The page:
USS William Ward Burrows (AP-6)

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USS William Ward Burrows 6 July 1942
USS William Ward Burrows (AP-6) on 6 July 1942. Her 3"/23 guns have been replaced with 3"/50 guns and the sponson in the forward well deck for the 50-foot motor launches has been removed. (Navy photo collection Photo No. 19-N-32040)
History
Name:
  • Santa Rita (1929)
  • William Ward Burrows (1940)
Namesake: William Burrows
Builder: Burmeister & Wain
Launched: 1929
Acquired: 6 February 1940
Commissioned: 15 May 1940
Decommissioned: 16 May 1946
Struck: 15 August 1946
Honors and
awards:
Four battle stars for World War II service
Fate: Sold for scrap, delivered National Metal & Steel 18 May 1957[1]
Notes: U.S. O/N: 228577[1]
General characteristics
Tonnage: 4,576 GRT[1]
Displacement: 8,450 long tons (8,590 t)
Length: 386 ft 2 in
Beam: 53 ft
Draft: 9 ft 6 in
Propulsion: 2 x Diesel, twin propellers[1]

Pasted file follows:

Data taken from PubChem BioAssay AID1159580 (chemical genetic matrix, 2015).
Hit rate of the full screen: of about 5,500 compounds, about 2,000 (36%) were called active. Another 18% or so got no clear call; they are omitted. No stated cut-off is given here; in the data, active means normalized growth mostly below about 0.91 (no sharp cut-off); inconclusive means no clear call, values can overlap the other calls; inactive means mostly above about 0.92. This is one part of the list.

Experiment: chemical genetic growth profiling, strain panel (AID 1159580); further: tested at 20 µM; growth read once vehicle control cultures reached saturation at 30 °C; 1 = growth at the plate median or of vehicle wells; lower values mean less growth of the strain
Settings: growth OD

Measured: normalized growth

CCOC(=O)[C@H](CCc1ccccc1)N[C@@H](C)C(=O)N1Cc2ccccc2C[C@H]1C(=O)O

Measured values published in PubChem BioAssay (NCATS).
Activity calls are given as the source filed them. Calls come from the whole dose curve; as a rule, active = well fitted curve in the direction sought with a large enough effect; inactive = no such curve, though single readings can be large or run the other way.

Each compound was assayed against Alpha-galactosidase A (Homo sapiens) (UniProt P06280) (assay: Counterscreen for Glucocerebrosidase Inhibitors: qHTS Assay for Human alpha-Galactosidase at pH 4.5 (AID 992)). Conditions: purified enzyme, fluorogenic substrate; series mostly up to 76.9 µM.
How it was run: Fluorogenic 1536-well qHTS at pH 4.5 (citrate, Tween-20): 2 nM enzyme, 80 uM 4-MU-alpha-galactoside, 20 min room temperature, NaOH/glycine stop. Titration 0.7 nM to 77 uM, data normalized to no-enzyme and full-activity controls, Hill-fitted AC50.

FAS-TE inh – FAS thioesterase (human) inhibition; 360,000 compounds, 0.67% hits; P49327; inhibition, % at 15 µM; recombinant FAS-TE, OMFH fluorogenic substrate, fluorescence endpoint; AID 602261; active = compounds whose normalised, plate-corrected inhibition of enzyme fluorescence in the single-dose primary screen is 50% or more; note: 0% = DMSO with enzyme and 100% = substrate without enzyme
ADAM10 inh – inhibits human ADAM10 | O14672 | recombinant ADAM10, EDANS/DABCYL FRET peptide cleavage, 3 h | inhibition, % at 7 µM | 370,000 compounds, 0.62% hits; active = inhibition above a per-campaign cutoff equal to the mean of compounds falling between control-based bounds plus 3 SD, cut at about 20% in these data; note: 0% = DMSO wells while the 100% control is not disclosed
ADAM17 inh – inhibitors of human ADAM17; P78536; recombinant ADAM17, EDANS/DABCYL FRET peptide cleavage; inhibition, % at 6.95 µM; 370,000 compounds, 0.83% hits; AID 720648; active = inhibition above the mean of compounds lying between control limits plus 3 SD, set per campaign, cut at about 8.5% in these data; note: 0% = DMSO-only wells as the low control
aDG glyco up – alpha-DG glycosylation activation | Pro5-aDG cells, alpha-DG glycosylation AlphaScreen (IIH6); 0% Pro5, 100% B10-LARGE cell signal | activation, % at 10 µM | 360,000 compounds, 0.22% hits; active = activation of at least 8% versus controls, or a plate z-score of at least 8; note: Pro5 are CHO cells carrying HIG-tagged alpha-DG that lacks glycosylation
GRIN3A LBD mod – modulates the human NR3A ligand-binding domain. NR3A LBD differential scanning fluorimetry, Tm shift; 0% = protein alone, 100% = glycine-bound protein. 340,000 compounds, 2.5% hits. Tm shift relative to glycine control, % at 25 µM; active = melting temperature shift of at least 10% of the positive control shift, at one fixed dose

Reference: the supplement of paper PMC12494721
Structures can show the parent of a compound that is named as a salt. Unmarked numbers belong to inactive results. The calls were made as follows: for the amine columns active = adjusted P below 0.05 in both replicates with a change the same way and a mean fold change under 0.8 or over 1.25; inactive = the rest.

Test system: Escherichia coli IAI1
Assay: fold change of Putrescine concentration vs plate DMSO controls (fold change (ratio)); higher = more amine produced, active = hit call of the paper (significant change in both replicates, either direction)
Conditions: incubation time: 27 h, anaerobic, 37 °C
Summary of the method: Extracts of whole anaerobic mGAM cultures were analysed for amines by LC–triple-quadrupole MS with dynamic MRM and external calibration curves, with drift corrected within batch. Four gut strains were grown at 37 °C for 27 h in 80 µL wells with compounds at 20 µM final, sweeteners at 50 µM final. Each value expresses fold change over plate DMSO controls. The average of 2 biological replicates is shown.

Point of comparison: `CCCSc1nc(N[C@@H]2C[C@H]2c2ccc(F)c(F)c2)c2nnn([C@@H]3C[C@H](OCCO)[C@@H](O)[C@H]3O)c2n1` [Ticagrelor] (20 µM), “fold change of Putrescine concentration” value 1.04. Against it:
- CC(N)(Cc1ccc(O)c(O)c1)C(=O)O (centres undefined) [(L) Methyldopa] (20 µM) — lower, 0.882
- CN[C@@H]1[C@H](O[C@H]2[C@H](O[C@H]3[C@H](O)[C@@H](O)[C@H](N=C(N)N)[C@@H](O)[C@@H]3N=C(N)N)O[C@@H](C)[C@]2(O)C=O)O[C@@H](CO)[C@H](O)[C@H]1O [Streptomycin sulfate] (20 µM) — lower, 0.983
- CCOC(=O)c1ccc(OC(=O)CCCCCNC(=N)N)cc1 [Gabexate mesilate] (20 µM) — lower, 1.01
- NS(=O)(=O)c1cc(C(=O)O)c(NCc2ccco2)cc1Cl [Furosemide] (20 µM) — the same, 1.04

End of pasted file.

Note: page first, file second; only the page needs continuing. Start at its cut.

Speed: 12.5 knots
Complement: 178
Armament:
  • 4 × 3" guns
  • 5 × .50 cal
  • 4 × .30 cal machine guns

USS William Ward Burrows, built as MV Santa Rita for the Grace Steamship Company launched in 1929 at Copenhagen, Denmark, by Burmeister & Wain, was a transport ship that saw service with the United States Navy in World War II. As a Grace liner Santa Rita served the New York—South American West Coast trade from 1929 until 1939. As William Ward Burrows the ship served in the Pacific. From October 1940 she assisted in the buildup of Central Pacific bases, being caught in transit from Hawaii to Wake Island when news of the attack on Pearl Harbor came. She later saw service in the South Pacific and West Pacific. On 29 June 1946 the ship went into reserve at Olympia, Washington until removed for scrapping 18 May 1957.

Construction[edit]